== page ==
A question that frequently comes up with players when they’re learning to toss is how high they should toss the ball. As you learned earlier in this article, the ideal toss height is roughly 2-3 feet above the maximum reach of your tennis racquet.
This drill will provide you with an easy way to practice developing a more consistent toss height on any tennis court surrounded by a fence. Here’s an overview of how to perform this drill.
Gear you’ll need:
- Your racquet
- Some spare tennis balls
- A ladder
- A friend to help
Step #1: Place your height markers
In this first step, you’ll want to mark the appropriate height on the fence by placing two tennis balls. To do this, stand next to the fence with your racquet in hand. Reach your racquet up and touch it against the fence at your maximum reach.
Next, have your friend grab the step ladder and place it next to you so they can climb and stick two balls in the fence – one at roughly 2 feet above your maximum reach and another about 3 feet.
Step #2: Position yourself and set your stance
Now that you’ve marked the fence, you’ll want to position yourself against the fence directly beneath the two balls that you placed in the fence.
With your racquet in hand and a spare tennis ball, position yourself in your serve stance with the front of your left foot about 1-2 feet from the fence. Reverse if you’re a lefty.
Step #3: Toss the ball to hit your target
Next, you’ll want to practice your toss so that the height of your toss falls roughly in between the two balls you’ve placed in the fence.
When performing your toss, make sure you’re using the correct toss technique and assume your trophy pose with each practice toss.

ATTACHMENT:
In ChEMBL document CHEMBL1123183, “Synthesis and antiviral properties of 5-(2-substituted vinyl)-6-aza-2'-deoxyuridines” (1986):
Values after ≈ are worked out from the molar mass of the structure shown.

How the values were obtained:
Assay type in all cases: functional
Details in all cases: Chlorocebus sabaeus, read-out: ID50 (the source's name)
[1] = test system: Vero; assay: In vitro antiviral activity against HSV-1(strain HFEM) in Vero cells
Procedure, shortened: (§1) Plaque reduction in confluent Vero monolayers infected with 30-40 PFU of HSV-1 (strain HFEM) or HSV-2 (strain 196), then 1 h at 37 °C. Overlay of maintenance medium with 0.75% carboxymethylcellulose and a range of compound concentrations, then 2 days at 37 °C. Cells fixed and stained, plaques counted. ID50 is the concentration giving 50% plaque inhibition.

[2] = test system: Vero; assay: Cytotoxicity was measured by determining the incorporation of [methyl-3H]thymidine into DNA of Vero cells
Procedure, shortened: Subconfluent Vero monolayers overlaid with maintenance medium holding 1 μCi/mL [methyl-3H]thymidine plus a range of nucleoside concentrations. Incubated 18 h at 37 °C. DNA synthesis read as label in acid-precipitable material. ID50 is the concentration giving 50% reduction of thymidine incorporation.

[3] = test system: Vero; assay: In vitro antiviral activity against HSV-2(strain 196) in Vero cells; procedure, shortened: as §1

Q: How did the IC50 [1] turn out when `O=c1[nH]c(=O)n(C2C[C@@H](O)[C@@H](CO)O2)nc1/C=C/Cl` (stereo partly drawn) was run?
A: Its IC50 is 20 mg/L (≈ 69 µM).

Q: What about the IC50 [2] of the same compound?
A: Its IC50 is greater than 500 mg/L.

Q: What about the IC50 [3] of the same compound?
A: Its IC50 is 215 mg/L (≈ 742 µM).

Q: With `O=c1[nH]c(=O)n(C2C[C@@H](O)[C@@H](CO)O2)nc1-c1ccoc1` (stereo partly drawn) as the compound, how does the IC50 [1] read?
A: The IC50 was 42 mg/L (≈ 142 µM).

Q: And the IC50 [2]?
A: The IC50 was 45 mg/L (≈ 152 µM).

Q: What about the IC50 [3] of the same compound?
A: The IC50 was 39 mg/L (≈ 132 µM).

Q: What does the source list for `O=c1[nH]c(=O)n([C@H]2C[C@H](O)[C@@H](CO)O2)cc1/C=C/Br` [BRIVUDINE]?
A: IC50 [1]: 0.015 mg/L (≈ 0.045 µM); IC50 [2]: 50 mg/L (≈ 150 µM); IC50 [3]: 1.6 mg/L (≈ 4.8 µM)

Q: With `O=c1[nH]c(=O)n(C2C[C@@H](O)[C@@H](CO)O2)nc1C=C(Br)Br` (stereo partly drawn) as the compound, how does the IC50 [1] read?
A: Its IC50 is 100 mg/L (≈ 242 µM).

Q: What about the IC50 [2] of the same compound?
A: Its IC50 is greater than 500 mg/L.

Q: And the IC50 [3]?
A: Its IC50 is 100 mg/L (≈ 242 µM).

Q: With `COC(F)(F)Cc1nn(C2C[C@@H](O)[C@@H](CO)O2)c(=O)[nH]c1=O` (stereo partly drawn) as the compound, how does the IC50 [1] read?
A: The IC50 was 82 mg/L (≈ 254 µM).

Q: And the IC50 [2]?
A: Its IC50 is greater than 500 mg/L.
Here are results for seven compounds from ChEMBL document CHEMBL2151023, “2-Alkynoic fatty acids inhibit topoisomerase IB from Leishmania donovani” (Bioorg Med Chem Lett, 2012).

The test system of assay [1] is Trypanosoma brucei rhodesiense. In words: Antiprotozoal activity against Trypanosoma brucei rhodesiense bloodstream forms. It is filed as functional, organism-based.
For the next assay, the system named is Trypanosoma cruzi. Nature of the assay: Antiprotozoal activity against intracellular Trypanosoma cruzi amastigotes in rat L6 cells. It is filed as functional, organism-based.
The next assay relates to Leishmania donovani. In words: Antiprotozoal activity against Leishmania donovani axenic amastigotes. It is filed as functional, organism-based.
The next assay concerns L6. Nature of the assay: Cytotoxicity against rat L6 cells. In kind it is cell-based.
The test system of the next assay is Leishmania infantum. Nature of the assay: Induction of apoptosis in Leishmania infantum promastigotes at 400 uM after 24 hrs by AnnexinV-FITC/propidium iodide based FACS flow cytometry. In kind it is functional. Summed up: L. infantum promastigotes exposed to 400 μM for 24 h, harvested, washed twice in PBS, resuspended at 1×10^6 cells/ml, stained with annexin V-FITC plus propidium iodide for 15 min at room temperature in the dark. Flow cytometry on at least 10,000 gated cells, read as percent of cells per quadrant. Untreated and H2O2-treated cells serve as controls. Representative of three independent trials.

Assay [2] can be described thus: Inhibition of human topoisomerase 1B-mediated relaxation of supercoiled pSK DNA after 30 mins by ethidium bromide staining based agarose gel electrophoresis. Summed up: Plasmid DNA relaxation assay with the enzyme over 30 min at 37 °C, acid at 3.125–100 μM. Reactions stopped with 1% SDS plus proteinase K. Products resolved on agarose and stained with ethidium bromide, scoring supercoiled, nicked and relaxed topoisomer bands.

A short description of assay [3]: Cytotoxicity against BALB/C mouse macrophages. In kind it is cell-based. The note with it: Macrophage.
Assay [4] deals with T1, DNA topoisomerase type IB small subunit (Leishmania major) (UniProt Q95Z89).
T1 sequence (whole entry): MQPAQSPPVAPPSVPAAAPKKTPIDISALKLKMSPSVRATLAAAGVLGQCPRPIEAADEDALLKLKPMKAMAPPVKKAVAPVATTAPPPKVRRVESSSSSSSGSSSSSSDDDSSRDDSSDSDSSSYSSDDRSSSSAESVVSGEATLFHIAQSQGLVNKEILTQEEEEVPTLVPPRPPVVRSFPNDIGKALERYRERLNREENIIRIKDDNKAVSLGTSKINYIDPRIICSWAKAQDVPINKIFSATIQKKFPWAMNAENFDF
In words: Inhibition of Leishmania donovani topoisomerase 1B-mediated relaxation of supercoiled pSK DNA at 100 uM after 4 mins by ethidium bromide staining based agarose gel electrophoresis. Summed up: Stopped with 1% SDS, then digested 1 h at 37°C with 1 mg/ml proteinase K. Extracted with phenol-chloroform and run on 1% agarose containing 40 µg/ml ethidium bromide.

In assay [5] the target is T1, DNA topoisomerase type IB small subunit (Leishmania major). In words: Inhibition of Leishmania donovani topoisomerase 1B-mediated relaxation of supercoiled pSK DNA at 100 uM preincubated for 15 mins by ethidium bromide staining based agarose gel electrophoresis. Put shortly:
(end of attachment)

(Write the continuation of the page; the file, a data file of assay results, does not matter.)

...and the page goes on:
Let each toss fall back to the ground, reset your feet in the correct serve stance, and toss once again.
Similar to drill No. 1 you can change up the goal of this drill.
- Number of tosses completed, i.e., complete 50 tosses
- Number of tosses hitting the target, i.e., keep tossing until you hit it ten times
- Number of tosses hitting the target in a row, i.e., keep tossing until you hit your target three times in a row
Drill #3: Toss Pose Drill
One of the challenges that players face when tossing the ball is not fully extending their tossing arm up into the air and dropping their arm and head prematurely.
The goal of this drill is to help players practice their tossing motion to make sure they keep their arm high and head up.
Gear you’ll need:
- Your racquet
- A tennis ball
Step #1: Position yourself and set your stance
With your racquet in hand and a spare tennis ball, position yourself along the baseline near the center mark and assume your serve stance.
Step #2: Toss the ball
Next, you’re going to want to toss the ball using your full trophy pose.
Focus your attention on extending your tossing arm up and release the ball, but imagine there’s a string tied to your wrist that keeps pulling your arm up towards the sky.
When you reach full extension, pause for a moment with your arm held high, your head up, and your body in your trophy pose.
Repeat this motion 10-20 times, focusing intently on keeping your tossing arm extended with your head held high.
Rules for the Serve Toss
When it comes to the serve toss, there are a few rules to keep in mind.
First, when you toss the ball, you must release it by hand unless you are only able to use one arm, i.e., because you just have one arm or because your tossing arm is injured.